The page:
UN Women Independent Evaluation Office, Claremont Graduate University and IOCE, within the EvalPartners initiative, with support from The Rockefeller Foundation and in partnership with UNEG, OECD/DAC EvalNet, ALNAP, UNICEF, ReLAC, IPEN and EvalMena, have announced the opening of the registration for the second 2015 cohort of the introductory e-Learning programme on Development Evaluation. which will close on  17 September 2015.  Read details at http://gendereval.ning.com/profiles/blogs/register-now-to-e-learning-on-development-evaluation?xg_source=activity

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Consultant opportunity with World Bank Gender Innovation Lab

The World Bank’s Africa Region Gender Innovation Lab seeks a Short Term Consultant (STC) to produce a gender-disaggregated cross-country analysis of well-being using the new Listening to Africa (L2A) survey.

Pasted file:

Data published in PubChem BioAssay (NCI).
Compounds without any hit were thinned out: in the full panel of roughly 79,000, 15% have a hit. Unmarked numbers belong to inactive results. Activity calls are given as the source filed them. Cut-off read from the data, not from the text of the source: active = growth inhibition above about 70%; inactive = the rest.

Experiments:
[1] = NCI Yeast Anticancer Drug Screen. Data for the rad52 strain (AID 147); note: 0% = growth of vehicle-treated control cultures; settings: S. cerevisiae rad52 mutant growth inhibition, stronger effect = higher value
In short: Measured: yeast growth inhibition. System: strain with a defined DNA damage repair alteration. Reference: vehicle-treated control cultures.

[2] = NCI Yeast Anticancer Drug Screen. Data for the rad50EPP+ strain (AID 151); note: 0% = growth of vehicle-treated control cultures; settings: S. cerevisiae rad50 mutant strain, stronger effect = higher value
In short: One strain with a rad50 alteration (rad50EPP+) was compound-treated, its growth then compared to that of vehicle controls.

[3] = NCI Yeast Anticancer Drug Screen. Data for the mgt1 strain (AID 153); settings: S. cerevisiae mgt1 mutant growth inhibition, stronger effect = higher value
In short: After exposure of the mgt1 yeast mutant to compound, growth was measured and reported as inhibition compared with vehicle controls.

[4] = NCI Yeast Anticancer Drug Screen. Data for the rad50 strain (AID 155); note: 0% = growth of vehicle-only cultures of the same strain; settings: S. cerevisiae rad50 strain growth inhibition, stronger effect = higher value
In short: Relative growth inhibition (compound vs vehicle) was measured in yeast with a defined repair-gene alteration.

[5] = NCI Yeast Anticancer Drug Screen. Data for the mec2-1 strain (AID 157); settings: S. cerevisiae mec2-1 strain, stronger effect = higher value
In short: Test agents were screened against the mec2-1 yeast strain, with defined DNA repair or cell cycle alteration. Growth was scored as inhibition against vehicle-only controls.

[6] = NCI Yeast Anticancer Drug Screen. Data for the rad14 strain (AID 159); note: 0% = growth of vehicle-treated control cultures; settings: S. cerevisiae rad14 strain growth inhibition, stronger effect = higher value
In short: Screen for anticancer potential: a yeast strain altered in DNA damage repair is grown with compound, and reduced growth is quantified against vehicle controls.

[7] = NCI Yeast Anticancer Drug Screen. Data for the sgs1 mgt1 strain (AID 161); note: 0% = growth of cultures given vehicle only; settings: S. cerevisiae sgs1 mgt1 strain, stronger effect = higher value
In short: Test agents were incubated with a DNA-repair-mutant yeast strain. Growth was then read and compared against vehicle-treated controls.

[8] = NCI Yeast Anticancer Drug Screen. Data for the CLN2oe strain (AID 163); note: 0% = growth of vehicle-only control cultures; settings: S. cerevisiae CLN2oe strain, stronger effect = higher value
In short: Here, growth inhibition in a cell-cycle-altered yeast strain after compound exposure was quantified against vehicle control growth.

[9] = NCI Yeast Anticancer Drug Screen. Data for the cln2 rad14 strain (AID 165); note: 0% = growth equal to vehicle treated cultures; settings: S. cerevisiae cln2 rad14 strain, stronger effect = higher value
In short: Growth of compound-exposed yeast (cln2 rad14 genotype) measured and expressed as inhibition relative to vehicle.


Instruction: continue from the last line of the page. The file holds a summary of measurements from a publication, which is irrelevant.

The STC will be responsible to produce a gender-disaggregated cross-country analysis of well-being using the new Listening to Africa (L2A) survey. The L2A uses mobile phone technologies to collect high-frequency household panel data on a wide range of topics including education, health, labor, housing, assets, electricity and transport, consumption, nutrition and food security, security and violence, subjective well-being, agriculture, shocks and coping strategies, as well as water, sanitation and hygiene. L2A surveys are currently being implemented in Madagascar, Malawi, Togo (Lome), Senegal and Tanzania.

Findings from this research will be published as a WB-GIL report, which seeks to allow better understanding of gender disparities in Africa as well as of what can be done to address them.

About the Gender Innovation Lab: 

The Gender Innovation Lab (GIL) supports rigorous research to build the evidence base for effective gender policies. The impact objective of the Gender Innovation Lab is to increase governments’ and the private sector’s take-up of effective policies that address the underlying causes of gender inequality in Africa, particularly by promoting growth through women’s economic and social empowerment.